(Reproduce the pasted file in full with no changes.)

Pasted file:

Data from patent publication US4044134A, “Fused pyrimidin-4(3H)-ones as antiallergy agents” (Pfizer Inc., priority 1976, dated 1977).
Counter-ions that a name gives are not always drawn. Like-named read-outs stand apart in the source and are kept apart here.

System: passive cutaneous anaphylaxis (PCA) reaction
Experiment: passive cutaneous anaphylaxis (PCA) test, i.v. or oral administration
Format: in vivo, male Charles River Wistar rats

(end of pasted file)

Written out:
Data from patent publication US4044134A, “Fused pyrimidin-4(3H)-ones as antiallergy agents” (Pfizer Inc., priority 1976, dated 1977).
Counter-ions that a name gives are not always drawn. Like-named read-outs stand apart in the source and are kept apart here.

System: passive cutaneous anaphylaxis (PCA) reaction
Experiment: passive cutaneous anaphylaxis (PCA) test, i.v. or oral administration
Format: in vivo, male Charles River Wistar rats